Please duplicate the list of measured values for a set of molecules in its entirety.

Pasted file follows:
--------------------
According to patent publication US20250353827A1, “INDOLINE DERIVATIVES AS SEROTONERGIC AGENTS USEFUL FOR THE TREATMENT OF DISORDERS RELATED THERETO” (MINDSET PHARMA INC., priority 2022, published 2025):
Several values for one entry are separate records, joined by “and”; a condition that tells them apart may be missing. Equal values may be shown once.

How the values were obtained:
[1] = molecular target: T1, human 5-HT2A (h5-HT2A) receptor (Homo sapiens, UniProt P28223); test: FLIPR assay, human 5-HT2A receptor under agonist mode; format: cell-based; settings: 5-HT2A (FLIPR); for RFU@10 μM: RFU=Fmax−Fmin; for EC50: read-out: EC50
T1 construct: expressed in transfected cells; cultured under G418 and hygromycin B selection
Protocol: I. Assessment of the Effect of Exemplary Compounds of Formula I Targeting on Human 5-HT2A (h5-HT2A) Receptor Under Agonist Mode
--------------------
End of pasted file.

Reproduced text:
According to patent publication US20250353827A1, “INDOLINE DERIVATIVES AS SEROTONERGIC AGENTS USEFUL FOR THE TREATMENT OF DISORDERS RELATED THERETO” (MINDSET PHARMA INC., priority 2022, published 2025):
Several values for one entry are separate records, joined by “and”; a condition that tells them apart may be missing. Equal values may be shown once.

How the values were obtained:
[1] = molecular target: T1, human 5-HT2A (h5-HT2A) receptor (Homo sapiens, UniProt P28223); test: FLIPR assay, human 5-HT2A receptor under agonist mode; format: cell-based; settings: 5-HT2A (FLIPR); for RFU@10 μM: RFU=Fmax−Fmin; for EC50: read-out: EC50
T1 construct: expressed in transfected cells; cultured under G418 and hygromycin B selection
Protocol: I. Assessment of the Effect of Exemplary Compounds of Formula I Targeting on Human 5-HT2A (h5-HT2A) Receptor Under Agonist Mode